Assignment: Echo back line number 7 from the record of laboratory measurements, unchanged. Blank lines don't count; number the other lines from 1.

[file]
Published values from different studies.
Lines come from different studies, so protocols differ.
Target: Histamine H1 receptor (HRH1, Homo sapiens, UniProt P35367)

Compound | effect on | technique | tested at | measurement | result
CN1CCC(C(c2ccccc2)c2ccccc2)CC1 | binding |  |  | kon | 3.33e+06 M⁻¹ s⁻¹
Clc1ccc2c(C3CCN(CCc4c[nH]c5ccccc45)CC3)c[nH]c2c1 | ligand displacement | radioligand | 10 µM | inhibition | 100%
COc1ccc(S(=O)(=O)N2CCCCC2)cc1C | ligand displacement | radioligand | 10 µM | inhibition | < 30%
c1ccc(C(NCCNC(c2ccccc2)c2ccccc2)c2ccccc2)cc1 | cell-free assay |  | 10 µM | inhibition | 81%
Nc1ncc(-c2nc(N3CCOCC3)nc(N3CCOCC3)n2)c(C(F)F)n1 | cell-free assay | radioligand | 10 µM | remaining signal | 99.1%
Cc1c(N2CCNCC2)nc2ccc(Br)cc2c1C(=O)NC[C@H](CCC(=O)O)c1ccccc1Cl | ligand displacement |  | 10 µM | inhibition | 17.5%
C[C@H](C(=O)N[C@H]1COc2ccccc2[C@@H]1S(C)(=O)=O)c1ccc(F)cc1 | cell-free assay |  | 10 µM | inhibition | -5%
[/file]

COc1ccc(S(=O)(=O)N2CCCCC2)cc1C | ligand displacement | radioligand | 10 µM | inhibition | < 30%